Build Your Own PC

Build your own laptop

Make your own laptop backpack

Copyright by Morris Rosenthal, 2004, 2011

Build Your Own Laptop - An Impractical Guide to Building a Laptop Computer

Copyright 2011 by Morris Rosenthal - All Rights Reserved

People are always asking me if it's possible to build a laptop computer from scratch. I always say, "Sure, same way it's possible to build a car with parts from the autoparts store. You'll pay several times as much as buying a car from a factory, but you can do it." However, the idea of building my own laptop has been stuck in my brain for a while, and I've started collecting junk laptops, not for repair, but to tear them apart and reverse engineer the basic assembly technology. A great engineer (or maybe it was Newton) once said, "If I have seen farther than others, it's because I stand on the shoulders of giants." So I'm starting at square one and building my first laptop with the technology I already know.
The two basic components required to build a laptop computer are obviously a lap and a computer. Being blessed with both, I dove right in, but it quickly became apparent my computer didn't have a battery, so I plugged it into a wall. One possible enhancement would be to carry around a car battery and an inverter, but we'll get to mobility later. The next challenge was building a laptop with user friendly interface devices. I've wanted a laptop with a full size keyboard and I always use an external mouse, problem solved.
People who talk about building laptops in discussion groups go on at length about the difficulties of procuring LCD screens and what to do with them. I decided to build my laptop with a genuine 15" computing friendly Samsung LCD, not one of those letterbox things intended for watching DVDs. If I wanted to watch DVDs on my lap, I'd be sitting here with a DVD player and a TV. Having solved the power issue early on by using a wall socket, it's just a matter of making the connections.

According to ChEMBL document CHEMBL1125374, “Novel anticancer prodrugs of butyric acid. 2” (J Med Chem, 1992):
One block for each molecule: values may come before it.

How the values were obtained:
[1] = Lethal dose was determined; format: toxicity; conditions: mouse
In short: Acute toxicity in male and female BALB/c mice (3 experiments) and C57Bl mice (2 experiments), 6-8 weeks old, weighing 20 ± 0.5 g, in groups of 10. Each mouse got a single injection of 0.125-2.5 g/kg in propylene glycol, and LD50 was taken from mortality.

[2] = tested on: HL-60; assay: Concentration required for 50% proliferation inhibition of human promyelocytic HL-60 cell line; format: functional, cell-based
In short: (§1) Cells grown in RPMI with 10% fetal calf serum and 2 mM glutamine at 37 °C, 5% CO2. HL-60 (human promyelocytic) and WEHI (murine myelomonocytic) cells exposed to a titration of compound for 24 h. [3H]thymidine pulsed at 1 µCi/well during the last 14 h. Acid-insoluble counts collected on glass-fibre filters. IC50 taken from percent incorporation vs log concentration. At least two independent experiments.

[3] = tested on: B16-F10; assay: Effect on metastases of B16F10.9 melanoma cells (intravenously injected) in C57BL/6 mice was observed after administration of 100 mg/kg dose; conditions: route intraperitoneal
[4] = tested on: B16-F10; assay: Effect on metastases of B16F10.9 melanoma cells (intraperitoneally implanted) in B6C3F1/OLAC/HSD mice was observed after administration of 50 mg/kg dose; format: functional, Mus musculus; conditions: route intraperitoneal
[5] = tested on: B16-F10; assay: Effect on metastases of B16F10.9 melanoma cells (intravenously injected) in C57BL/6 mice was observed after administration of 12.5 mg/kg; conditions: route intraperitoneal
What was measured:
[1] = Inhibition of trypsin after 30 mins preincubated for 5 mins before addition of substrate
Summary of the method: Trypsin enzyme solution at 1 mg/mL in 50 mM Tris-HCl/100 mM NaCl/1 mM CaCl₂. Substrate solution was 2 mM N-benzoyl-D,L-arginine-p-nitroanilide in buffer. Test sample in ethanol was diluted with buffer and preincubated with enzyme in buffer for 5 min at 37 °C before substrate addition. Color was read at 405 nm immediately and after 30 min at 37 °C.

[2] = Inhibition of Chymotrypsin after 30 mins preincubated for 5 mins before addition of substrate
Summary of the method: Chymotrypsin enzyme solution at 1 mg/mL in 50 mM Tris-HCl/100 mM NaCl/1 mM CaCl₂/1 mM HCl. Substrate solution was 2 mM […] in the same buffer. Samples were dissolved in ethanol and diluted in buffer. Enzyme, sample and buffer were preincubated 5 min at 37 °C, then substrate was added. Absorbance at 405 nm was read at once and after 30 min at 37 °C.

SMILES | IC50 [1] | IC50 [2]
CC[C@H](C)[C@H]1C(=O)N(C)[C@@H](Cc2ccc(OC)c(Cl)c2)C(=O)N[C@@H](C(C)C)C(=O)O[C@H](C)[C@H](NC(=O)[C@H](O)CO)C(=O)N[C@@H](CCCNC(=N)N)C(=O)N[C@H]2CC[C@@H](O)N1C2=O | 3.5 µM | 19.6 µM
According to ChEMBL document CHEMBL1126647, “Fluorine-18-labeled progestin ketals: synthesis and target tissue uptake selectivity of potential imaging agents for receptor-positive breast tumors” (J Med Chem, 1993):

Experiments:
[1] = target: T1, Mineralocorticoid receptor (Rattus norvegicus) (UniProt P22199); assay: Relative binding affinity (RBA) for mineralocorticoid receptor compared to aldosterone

Now I seriously considered building wireless into my laptop just to be fashionable, but the truth is I don't trust the security on wireless networks, and the real range (through walls and such) of my router can drop as low as 50 ft. I decided that since I'll usually be using my laptop in one spot, I could afford to go with the proven laplink technology to sync my laptop with my desktop. I wonder if plugging both ends of the laplink cable into the same motherboard will confuse the software?
A laptop wouldn't be complete without a shoulder bag. Since the laptop I'm building won't fit in a shoulder bag, I found a better use for it. This patented technology, which I'm calling "Extension Cord" gives my laptop a 50 ft roving range, a little longer if you count the power strip. I worry that it may set off alarm bells at airports, but you can't expect everything in a prototype built from scratch. BTW, you can make your own laptop backpack from a Targus bag in two seconds.
So, here's my homemade laptop solution. It has all the power of my desktop, and is fully expandable and upgradeable with standard ATX and PCI components. I can use it anywhere in the house, and with the extension cord technology, I have capability of operating throughout the front and back yards. Note how the design allows easy operation of a standard mouse, though the keyboard position is a little to close to the body for my taste. Still, it worked the first time I plugged it in, so I'm calling it a success and moving on to building a lunchbox computer.
I'm cranking up to reverse engineer a few laptops, down to weighing the components and studying the mechanical interfaces. I even have a PowerBook to chew on, first time I've ever looked inside an Apple laptop. I'm also going to get some car computer parts in here for a look, and I'm pretty impressed with the mini-ITX form factor as an alternative to mini-ATX for non-gaming applications. All joking aside, battery life and whether or not to even include batteries will be a major decision, and if I go with ATX components rather than cannibalized laptop parts, batteries will definitely be out the window. There's also the trade-off between heat dissipation and fan noise to consider when you start using higher end components, particularly in laptops when the whole thing is sitting right in front of your face. One solution would be a completely detachable screen, so the body of the laptop can sit on the floor like a PC.

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